I went and stayed the night with Richard in Chico, while Mike drove home, and drove back the next morning.  It was fun visiting with Richard and reminiscing about some of our twenty years of adventures and some misadventures. 















The next morning, we drove to Andy and JillÕs home to begin our next quest.  They have a beautiful home, and have a very impressive collection of rocks, minerals, and fossils.  Their back yard is filled with rocks, minerals, and various items that they generously offered us.  I took a few small samples, and when we toured their home, they gave me a garnet, a little geode, and a crystalline formation. 


From AndyÕs place Mike, Richard, Andy and I again drove a distance in the foothills to the site of what was to be thought an Indian village as well as a lumber camp and a health resort in the 1880Õs. 





Here is a photo of the old lumber company site.  The health resort with mineral springs was apparently close to this. 








We did have to cross a dangerous river with really bad rapids, as you can see on the picture on the right.  That is me with the terrified look on my face, knowing that each step was treacherous.  Or not.



























There was a lot of broken glass, square nails, and various miscellaneous items on the ground in this area, but the mineral springs were pretty much just a mud hole.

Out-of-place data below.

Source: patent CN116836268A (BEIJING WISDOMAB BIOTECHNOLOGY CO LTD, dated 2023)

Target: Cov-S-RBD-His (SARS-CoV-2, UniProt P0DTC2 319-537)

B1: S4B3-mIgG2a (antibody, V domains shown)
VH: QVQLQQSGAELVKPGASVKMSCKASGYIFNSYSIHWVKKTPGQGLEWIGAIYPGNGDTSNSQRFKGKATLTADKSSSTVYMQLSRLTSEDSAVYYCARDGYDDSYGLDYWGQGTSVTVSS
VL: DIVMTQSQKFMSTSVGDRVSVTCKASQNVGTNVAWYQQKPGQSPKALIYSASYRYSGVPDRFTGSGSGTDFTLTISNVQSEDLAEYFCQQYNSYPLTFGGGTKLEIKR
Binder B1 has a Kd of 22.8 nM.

Someone before us had collected a number of artifacts and left them on a big flat rock.  The area was immense, and had been used in the 1970Õs as a camping area.


















Mike, with his archeologist eyes, was able to find an obsidian point to show that it had indeed been a village site.  It was nice and level with a handy water supply.  Again, it was a beautiful part of the country, and I am lucky enough to have friends who know of these remote sites and are willing to share that experience with me.


From there, we went back to Andy and JillÕs home, and Jill fixed some absolutely marvelous tacos with homemade tortillas.  After a wonderful dessert, Mike and I headed back home to Citrus Heights, and Richard to his home in Chico.
















The next morning, Bob Price drove to MikeÕs house to pick me up, and we headed south to San JosŽ to tour the Winchester Mystery House.  This house is pretty well known, but if you are not familiar with it you can read about it here:

I enjoyed spending some time with Bob.  He was with me on that first trip in 1996, and weÕve been on many an adventure together.


HeÕs nursing two injured feet at the moment, but was able to do enough walking that we saw the bizarre house, and walked around a bit on the grounds. 


Soon, we started the drive back to Sacramento and Citrus Heights in the very slow freeway traffic.  After visiting for a bit, Bob headed home, and I took Mike and Lauri out to eat as a very nice Italian restaurant on downtown Sacramento.  On the way, we stopped in at the Royal Peacock Tattoo Parlor to see Tony and bring him some chunks of obsidian for his flintknapping work.  I love how excited he gets about the whole story of Ishi, and the flintknapping aspects.  He gave me a beautiful point he had made on my last trip out there.


Soon, it was back to Mike and LauriÕs, some final packing, and an early trip to the airport, and home.